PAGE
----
Pierre Székely (Budapest 1923–Paris 2001) studied drawing and printmaking in schools and studios in Budapest. He discovered sculpting in stone in a labour camp during the war, and he produced his first architectural sculptures when he arrived in France in 1946.
Over the years, Székely’s playground sculptures for children and his technique of shaping granite with flame made him very famous. His artworks are found today, among other places, in Pécs, Hungary, where an outdoor museum is devoted to him.
L’ange de pierre is a monolithic white-marble sculpture executed by Pierre Székely for Mount Royal Park. Its simple, unadorned form leaves visible the rectangular shape of the block of stone from which it was carved, and its main faces have two different textures. On one side, the traces of the artist’s chisel are manifested in a very rough relief. On the other side, a smoother surface highlights the block’s abstract silhouette. On both lateral surfaces of the artwork, rounded geometric forms are carved into the stone.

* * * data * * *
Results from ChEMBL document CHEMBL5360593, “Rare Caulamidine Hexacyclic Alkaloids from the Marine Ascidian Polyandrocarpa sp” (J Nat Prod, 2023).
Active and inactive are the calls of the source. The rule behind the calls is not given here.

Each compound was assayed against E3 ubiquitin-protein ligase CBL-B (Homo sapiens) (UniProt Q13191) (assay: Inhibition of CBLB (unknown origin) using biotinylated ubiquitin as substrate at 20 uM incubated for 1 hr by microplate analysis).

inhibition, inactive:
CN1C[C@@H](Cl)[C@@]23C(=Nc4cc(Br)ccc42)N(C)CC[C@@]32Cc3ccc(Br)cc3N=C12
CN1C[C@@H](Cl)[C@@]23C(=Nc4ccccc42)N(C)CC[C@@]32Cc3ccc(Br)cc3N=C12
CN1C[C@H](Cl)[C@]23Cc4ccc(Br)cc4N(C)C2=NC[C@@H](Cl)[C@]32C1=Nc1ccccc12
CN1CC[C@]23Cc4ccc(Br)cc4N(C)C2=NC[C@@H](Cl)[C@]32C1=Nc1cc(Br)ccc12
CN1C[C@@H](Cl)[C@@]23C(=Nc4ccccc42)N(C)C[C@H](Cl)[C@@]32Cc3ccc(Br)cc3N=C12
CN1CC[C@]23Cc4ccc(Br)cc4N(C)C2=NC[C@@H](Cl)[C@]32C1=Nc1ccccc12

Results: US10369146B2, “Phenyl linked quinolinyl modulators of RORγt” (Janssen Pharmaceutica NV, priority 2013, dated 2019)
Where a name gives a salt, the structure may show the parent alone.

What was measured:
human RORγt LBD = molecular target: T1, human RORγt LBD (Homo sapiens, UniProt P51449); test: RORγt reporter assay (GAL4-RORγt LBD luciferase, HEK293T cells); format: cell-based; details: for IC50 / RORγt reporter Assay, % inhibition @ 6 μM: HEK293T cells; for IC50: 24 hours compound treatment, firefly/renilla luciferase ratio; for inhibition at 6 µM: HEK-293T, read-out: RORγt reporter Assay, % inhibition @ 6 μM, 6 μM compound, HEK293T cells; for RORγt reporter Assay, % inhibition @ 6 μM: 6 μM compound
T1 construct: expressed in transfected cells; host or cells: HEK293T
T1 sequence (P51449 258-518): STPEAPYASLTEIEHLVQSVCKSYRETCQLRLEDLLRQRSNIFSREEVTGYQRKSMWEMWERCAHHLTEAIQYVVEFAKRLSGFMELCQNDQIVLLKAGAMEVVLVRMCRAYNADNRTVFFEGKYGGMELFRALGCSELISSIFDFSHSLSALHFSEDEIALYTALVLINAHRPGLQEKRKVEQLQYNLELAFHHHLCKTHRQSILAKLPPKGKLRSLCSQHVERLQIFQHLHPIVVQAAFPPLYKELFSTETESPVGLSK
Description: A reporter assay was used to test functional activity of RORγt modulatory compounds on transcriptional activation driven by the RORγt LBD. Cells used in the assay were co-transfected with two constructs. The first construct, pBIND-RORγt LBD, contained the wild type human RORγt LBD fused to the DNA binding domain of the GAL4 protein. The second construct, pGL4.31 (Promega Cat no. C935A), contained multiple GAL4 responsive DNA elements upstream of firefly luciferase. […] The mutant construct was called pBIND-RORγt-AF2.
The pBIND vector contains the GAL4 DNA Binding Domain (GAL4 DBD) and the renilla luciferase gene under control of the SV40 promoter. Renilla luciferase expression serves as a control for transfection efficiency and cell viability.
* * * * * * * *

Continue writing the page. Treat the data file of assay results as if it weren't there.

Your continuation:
The artwork is extremely evocative. Whereas its title encourages us to see in the volume the simplified figure of an angel, such as one that we create by lying down in the snow and moving our arms and legs, its simplicity also evokes a sort of imaginary letter, a schematic grapheme belonging to an unknown civilization.
This rounded three-dimensional shape with a rectilinear depth is reminiscent of the curved lines that dominated Székely’s pieces during the 1960s, found notably in his walk-in sculptures such as La cité des jeux in L’Haÿ-les-Roses (1958) and his architectural work Village de vacances Renouveau in Beg Meil, Brittany (1964–66).